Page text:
Why are space suits of fire fighter suits covered with a shiny metallic surface?
The "space suit" firefighting suit is shiny and metallic on purpose.
Why is it metallic? The "Space suit" is supposed to be fireproof. Most conventional firefighting suits are made of rubber or plastic. While rubber is naturally fire resistant, it will burn if it gets hot enough. Ditto for most plastics. Metals will also burn if they get hot enough, but the ignition temperature for most metals is much higher than for rubber or plastic. This is heightened by the fact that the primary metal used in these suits is gold. Gold is used because it's shiny (more on that later), it can be pressed into very thin sheets which keeps the suits from becoming too heavy, and it is a "noble" metal. Like Noble gases, noble metals don't readily form compounds with other elements, and that makes them even more resistant to ignition (an oxidation reaction) than other metals.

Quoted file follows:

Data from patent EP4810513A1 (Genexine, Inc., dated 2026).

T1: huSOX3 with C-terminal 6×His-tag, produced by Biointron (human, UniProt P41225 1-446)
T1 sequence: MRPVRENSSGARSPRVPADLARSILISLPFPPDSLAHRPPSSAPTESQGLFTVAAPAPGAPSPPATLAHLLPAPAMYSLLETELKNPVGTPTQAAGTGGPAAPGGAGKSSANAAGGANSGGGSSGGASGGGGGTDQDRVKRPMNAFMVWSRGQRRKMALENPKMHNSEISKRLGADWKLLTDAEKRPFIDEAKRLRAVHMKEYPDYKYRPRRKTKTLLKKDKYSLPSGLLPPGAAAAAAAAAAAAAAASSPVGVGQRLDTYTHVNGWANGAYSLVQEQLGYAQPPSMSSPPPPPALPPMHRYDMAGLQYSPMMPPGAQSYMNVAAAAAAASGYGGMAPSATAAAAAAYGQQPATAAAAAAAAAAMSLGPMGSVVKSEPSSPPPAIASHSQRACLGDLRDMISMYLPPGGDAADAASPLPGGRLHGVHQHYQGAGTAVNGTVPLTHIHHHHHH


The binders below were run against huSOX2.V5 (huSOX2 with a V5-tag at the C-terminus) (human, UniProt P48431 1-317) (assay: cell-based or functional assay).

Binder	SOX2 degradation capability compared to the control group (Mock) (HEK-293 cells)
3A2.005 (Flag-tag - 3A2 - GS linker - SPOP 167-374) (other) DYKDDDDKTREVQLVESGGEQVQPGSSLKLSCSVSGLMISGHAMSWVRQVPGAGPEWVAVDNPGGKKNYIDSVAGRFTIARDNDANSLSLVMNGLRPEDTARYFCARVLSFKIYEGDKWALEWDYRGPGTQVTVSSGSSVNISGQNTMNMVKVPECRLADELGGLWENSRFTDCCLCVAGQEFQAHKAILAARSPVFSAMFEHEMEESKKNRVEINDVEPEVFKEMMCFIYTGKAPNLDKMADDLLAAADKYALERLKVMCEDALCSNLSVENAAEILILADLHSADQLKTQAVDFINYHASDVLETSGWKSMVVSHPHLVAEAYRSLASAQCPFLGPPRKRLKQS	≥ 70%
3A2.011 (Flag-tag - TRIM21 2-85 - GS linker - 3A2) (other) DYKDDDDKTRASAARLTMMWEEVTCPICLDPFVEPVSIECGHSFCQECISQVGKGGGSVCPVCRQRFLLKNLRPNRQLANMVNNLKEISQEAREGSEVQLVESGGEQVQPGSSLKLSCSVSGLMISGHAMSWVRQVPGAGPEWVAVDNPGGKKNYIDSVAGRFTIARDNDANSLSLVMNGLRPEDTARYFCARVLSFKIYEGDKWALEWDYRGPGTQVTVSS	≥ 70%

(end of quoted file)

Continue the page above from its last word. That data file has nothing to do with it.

Why is it shiny? Shiny materials are perceived that way because they reflect light energy. We see the visible spectrum energy in the form of "shine" or "reflections." However, these materials reflect more than visible light, they frequently reflect ultra-violet and heat. Heat is the important energy. By reflecting heat, "space suit" firefighting suits can allow firefighters to get much closer to more intense fires than firefighters in conventional equipment.